New Approaches. New vision: Capturing teacher experiences in a brave new online world

Catherine Jones, Norah Jones, Michael Connolly

Research output: Contribution to journalArticlepeer-review


The paper is an exploration of how a group of tutors involved in a major e‐learning project reacted to developing and teaching in this environment for this first time. All were experienced face‐to‐face teachers but had different levels of experience in using technology. Our aim was to capture their individual views on working in an online environment. The import of this cannot be under‐estimated, as different views on learning influence the role and potential of technology in an e‐learning environment.

As the research is an exploration in understanding the impact that e‐learning can have on the role of the teacher, it seemed appropriate to frame the work in a grounded theory approach and to deal with themes as they emerged. The data for the paper are the product of focus groups, questionnaires and observation. The sample for data collection was the total population of tutors in seven institutions involved in the delivery of the course. The questionnaire captured tutors’ profiles (experience of information technology, e‐moderating, e‐learning, gender, college, module taught), their personal online tutoring style, their opinions on pedagogy and the student learning experience, training and development issues and general reflections on being an online tutor. The initial findings reveal varied reasons for becoming involved with online learning and a wide variety of styles for interacting online with students. All respondents were keen to keep an element of face‐to‐face teaching in their modules and felt it was difficult to gauge depth of learning without ‘normal face‐to‐face interactions at some point’. A number of staff felt that e‐delivery is much more difficult than they envisaged and challenged them in ways that face‐to‐face teaching did not. Materials and approaches that work well in a classroom environment are not always effective online. Tutors faced challenges in both design and delivery.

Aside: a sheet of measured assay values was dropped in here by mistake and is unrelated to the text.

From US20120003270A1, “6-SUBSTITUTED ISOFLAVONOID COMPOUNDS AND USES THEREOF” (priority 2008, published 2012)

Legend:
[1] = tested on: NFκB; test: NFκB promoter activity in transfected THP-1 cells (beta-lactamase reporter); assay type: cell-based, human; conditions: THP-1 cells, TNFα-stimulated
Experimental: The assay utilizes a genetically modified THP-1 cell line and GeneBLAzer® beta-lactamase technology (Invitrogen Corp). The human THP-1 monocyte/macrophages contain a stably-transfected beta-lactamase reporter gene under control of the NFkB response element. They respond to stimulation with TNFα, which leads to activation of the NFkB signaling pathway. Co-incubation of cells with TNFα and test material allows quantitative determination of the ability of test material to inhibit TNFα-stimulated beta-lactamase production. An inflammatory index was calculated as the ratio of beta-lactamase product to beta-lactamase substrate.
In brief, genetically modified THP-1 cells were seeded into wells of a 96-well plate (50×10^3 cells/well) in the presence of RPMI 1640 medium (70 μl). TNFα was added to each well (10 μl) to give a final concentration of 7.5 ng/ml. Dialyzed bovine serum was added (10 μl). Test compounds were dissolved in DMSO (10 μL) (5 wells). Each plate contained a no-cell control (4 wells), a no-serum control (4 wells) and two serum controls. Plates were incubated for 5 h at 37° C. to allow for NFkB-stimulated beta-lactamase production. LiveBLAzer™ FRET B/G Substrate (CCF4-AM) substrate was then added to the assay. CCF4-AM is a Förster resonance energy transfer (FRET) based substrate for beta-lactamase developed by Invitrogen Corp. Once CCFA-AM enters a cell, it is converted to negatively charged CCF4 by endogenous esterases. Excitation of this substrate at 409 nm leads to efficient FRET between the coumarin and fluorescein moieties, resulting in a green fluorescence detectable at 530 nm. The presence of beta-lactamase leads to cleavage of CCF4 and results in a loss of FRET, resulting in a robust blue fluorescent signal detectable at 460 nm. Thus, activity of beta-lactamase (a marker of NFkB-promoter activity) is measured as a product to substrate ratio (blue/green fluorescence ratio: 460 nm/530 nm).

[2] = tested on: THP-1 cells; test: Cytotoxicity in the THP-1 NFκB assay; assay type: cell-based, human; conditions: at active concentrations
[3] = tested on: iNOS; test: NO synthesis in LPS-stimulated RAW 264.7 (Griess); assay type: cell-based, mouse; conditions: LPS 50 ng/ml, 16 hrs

Original languageEnglish
Pages (from-to)43-56
Number of pages11
JournalOpen Learning: The Journal of Open and Distance Learning
Issue number1
Publication statusPublished - 1 Jan 2007


  • blended learning
  • role of teachers


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